Here's a recent email to his Dad from me:

He needs face time – NOT screen time. He needs to know he can talk to you about school problems, kid problems, puberty, everything! He needs you to make the time to hang out, he will not decide that he should get off the computer/game to have human time – that’s your job – limit the screen time. Make rules about screen time and stick to them. (I know we’ve talked about this before) Read together, TV and movies are a good way to spend time together and discuss. Get outside, walk to the store or Tim Horton's for a hot chocolate, go for a drive, visit your mom or brother...anything! You need to fill up his weekends with sustenance. He’s old enough now to decided not to go to your place at all. What do you think he would do if given that option?

I know that last part was harsh, but when I have to spend every second week building him back up, it's an option that I'm seriously considering. I know he's not being abused in the normal sense, but I consider emotional neglect a form of abuse in this case when it's affecting my son the way it does. I've had to agree to stand beside L at my son's basketball games to coach him on the appropriate things to yell out (positive, rather then negative remarks). Bless his heart, the guy is trying, but without me there to intervene, remind, and encourage, it just goes back to the way it was. Frustrating? Yes, very. My son is beginning to suggest they go on walks when they are together, which is fantasic - I always praise them both when I hear about this.

Step-Father Follies
Because my Fiance has two active and very social children of his own, he is a busy guy. And when his kids aren't with us, he's not in 'Dad Mode'. And because my son annoys him at times just as much as his girls annoy me, we end up with another man ignoring my son. So we are two for two in the male role model department. The nice thing though, is that we do get out together as a family so my son does benefit from the family bonding, which is becoming less and less now that the kids are getting older and have their own agendas which don't include hanging out with us parent types. Since my son does all his socializing online (gaming), he's home with me most of the time, while V, my fiance, is out taxiing his girls around.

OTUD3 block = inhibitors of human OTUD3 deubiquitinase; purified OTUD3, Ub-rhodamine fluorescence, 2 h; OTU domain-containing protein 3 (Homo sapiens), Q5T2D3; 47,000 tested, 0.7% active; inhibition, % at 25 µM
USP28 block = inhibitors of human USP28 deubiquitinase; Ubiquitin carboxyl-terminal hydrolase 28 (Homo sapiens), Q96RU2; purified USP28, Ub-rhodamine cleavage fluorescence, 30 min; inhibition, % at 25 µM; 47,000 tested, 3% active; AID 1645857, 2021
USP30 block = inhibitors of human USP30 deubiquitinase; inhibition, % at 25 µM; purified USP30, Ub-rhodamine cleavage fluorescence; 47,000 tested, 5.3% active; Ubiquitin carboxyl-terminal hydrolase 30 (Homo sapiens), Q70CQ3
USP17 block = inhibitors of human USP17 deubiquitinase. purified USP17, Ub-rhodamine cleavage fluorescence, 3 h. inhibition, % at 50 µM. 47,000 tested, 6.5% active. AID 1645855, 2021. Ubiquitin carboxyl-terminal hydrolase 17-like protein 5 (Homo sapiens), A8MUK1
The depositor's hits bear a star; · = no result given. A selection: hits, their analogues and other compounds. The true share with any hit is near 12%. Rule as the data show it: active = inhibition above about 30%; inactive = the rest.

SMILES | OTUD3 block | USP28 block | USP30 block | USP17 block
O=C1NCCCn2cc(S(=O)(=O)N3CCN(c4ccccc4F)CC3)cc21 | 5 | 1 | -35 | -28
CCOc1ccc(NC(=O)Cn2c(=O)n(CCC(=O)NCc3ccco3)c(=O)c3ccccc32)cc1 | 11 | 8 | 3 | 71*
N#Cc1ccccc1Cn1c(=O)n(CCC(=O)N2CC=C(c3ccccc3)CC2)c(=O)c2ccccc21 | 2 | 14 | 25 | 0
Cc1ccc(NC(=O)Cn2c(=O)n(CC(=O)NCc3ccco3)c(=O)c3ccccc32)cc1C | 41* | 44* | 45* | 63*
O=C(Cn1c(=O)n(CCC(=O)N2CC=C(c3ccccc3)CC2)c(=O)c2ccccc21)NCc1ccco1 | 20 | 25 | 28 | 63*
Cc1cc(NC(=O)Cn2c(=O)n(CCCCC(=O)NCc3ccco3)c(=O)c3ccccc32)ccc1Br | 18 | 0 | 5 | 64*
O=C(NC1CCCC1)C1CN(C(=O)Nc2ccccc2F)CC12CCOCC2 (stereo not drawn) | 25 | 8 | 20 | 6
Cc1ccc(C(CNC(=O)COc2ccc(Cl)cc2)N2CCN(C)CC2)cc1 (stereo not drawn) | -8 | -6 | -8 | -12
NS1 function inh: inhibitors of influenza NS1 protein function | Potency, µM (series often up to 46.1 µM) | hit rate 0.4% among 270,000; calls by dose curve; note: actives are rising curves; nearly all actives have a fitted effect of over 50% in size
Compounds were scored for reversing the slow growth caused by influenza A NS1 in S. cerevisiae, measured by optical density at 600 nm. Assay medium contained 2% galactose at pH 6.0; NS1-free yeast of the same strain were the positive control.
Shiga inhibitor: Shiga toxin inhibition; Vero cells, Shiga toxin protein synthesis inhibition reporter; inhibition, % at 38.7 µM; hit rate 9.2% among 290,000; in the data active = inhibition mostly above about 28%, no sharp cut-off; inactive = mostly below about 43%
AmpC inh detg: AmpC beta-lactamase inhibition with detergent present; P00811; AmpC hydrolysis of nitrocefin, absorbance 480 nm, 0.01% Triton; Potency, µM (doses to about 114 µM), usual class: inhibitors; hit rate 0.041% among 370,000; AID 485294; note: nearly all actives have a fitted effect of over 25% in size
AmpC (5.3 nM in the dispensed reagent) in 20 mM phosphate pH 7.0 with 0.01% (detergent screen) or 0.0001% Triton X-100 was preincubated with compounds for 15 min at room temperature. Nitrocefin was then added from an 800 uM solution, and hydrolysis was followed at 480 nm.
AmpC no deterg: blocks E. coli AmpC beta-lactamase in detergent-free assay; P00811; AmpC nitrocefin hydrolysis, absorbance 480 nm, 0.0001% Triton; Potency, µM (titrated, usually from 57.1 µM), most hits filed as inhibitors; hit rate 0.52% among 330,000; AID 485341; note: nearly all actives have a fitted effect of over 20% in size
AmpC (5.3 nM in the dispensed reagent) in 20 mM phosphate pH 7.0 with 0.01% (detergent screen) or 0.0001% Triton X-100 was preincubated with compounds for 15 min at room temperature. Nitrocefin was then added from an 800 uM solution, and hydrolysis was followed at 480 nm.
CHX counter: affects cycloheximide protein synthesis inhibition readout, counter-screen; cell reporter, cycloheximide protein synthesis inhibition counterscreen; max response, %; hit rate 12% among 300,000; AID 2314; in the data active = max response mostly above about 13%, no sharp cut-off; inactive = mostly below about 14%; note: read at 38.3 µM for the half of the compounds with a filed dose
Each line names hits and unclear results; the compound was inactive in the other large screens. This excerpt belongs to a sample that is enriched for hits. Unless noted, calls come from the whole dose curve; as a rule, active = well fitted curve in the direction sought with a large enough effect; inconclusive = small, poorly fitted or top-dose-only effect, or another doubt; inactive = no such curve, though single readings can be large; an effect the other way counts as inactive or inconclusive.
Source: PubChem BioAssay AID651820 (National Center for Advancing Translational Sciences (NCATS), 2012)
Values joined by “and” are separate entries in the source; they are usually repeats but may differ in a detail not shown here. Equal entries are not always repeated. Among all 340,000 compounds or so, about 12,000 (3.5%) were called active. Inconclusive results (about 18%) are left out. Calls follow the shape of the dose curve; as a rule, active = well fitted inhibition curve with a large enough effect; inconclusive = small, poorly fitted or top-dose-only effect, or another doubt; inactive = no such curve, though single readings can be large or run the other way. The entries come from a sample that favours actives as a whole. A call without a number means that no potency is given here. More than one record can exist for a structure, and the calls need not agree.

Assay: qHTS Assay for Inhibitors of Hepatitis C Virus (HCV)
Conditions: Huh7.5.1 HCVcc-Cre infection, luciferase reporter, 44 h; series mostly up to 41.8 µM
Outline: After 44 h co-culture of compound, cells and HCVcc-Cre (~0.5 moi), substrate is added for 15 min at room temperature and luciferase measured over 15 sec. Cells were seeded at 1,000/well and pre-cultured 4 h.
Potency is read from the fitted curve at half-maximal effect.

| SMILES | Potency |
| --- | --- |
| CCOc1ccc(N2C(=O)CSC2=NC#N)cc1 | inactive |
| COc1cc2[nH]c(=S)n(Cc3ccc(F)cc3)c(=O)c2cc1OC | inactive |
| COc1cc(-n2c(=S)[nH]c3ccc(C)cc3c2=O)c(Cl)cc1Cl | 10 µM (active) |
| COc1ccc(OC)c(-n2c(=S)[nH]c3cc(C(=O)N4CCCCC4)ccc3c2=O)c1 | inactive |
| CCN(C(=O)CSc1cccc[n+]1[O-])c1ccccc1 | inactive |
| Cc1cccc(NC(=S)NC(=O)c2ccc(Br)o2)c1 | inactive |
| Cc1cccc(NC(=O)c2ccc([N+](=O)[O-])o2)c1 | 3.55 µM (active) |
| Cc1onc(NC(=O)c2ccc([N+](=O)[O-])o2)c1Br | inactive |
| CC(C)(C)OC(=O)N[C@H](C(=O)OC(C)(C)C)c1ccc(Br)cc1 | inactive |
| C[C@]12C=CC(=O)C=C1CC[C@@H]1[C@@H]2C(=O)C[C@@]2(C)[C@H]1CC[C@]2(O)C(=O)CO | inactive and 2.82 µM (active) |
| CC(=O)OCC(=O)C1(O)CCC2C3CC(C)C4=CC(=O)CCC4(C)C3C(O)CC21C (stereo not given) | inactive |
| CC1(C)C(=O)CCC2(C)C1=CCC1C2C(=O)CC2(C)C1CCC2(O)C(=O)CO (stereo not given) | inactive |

So Now What?
I have my son in ongoing social skills classes, he has an ABA worker, among other programs and activites we are engaged in through various organizations and school.
We are navigating the Aspergian waters pretty well now, I would say. He takes supplements (see article:Suppliments for Asperger's Syndrom - Guess What? They Work!) and they are truly making life better for us. I attend parent support groups and am becoming more active in the mental health community. We carry on. We just keep going. That is the most important thing that I hope my son learns from me, is to just keep going.

"Problem Solve" is a term we often use. When there is an issue big or small, we problem solve to find the solution - it's a valuable tool that is becoming more and more ingrained in his defeatist personality. My son is quick to become upset when things don't go as planned and so providing him with coping tools is important.